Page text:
We taught our son a few signs before he started speaking. He nodded his head for the word yes. He is two now and “yes mommy” works great with him. He has been speaking 2 word phrases for about 2 months now, even before he could say more than two word at a time he started responding to “yes mommy” with a nod of his head and then obeying.
  • fickchantellelee said:
    Hi, Roxy-lee is 13months old and I have been trying “yes mom” from 12 months, but not consistent… If I ask her to come to me and see ignores me I repeat and tell her to sy yes mommy (she can’t speak yet but she did nod her head once when I asked her to say yes mommy)After I ask her to say yes mommy she throughs a mini fit and will throw something on the floor. Do I just continue? And what should I do when she does have a mini fit do I ignore her, because if I pick her up and tell her to stop she just excellerate?/?
    Babywise Mom said: I would continue to ask her to say yes mommy. If she doesn’t obey, tell her that if she doesn’t, you will have to XYZ for her. “If you don’t come to mommy, then I will have to come get you. Come to mommy. Say Yes, Mommy.” If she doesn’t, go get her. Most toddlers love to “do it themselves” so to have mom get them is a huge punishment :)Figure out the best reaction to her mini-fits for her personality. Some do it for the attention. If that is her case, then ignoring it would be the best option.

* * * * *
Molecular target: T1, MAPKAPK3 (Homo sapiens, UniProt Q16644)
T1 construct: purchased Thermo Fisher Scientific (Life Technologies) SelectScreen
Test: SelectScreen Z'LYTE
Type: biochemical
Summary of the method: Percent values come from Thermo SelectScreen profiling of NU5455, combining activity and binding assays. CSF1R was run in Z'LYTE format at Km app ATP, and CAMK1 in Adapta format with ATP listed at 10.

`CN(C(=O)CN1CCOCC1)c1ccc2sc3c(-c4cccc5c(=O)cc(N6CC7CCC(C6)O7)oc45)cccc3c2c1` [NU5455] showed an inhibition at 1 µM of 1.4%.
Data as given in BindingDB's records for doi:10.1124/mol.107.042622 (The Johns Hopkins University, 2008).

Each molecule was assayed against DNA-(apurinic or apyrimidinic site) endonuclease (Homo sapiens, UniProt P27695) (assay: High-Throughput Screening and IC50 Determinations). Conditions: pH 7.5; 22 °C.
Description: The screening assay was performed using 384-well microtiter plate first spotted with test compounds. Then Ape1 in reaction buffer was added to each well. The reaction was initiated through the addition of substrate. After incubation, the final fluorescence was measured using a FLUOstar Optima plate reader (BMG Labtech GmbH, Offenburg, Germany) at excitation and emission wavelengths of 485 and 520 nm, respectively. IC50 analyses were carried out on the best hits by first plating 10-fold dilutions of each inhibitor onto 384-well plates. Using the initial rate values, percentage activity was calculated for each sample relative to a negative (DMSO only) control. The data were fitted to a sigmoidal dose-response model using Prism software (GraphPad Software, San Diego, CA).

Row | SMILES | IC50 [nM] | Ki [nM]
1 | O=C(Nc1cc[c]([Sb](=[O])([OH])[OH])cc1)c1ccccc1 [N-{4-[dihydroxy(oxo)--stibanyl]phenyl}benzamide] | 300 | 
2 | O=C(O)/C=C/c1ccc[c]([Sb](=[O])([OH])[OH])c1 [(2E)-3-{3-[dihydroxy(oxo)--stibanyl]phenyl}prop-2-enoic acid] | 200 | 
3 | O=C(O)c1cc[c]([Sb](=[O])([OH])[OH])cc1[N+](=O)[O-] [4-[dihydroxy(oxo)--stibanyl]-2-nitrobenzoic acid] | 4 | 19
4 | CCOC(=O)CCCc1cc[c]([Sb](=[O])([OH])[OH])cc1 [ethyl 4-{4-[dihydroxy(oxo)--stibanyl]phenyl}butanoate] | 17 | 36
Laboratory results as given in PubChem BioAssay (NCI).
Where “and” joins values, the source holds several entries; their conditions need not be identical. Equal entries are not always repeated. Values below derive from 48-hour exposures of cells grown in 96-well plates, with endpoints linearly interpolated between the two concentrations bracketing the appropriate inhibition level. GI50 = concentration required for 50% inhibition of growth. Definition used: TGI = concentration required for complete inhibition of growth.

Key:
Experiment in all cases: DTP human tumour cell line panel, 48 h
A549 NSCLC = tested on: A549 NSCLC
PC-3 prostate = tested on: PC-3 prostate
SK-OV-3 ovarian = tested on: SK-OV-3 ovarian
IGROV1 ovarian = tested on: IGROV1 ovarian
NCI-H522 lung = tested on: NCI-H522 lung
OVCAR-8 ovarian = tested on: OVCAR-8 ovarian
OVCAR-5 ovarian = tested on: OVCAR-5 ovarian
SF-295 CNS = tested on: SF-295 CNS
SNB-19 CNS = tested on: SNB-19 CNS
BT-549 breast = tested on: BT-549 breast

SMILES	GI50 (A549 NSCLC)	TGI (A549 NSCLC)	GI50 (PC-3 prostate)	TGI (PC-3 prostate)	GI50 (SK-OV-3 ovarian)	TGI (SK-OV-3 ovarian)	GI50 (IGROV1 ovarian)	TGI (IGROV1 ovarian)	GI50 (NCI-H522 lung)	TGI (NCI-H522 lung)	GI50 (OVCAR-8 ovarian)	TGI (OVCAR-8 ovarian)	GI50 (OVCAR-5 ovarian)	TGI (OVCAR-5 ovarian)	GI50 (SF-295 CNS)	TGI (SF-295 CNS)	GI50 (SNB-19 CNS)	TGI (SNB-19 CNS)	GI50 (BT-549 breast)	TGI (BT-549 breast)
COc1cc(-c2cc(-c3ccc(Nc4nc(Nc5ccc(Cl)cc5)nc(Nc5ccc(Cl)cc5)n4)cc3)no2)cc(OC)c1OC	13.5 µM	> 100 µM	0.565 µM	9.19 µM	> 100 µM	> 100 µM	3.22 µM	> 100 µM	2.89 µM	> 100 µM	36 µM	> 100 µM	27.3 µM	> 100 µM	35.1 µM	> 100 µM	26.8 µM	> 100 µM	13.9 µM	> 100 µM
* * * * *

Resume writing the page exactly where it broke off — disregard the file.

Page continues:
This post originally appeared on this blog May 2008

Yes mom to get kids to obey

12 thoughts on “How to Get Your Child to Obey with a Simple “Yes Mommy””

  1. This reminds me of a friend I had when I was a kid. She was required to say "yes, mom" all the time. That turned into "yes" to the boyfriend who wanted sex, "yes" to the car dealer who sold her on something she couldn't afford, "yes" to moving in with bad roommates, and more. More than an obedient robot, I want my children to be able to think for themselves.

  2. My LO is 16 months. In the past week, I have started asking him to say "yes" but not yet "yes, mommy." He can say "mommy," but he doesn't put two words together yet, and I don't want to require something he can't do. The first time we did this, I did ask him to say "yes, mommy." He resisted, just like you describe with Brayden, but he eventually got "yes" out and complied. I took this to meaning that "yes, mommy" might be too hard for him right now. He still doesn't want to say it all the time, but does. In the past 2 days, he's started smiling when he says it and getting very excited. anyway, thoughts on this? Do you wait until they can put 2 words together to require the full response?Thanks!

  3. Emily, that sounds like there were problems there that ran deeper. A simple "yes mom" cannot lead to all of those things in and of itself. It is a logical fallacy to blame it on such.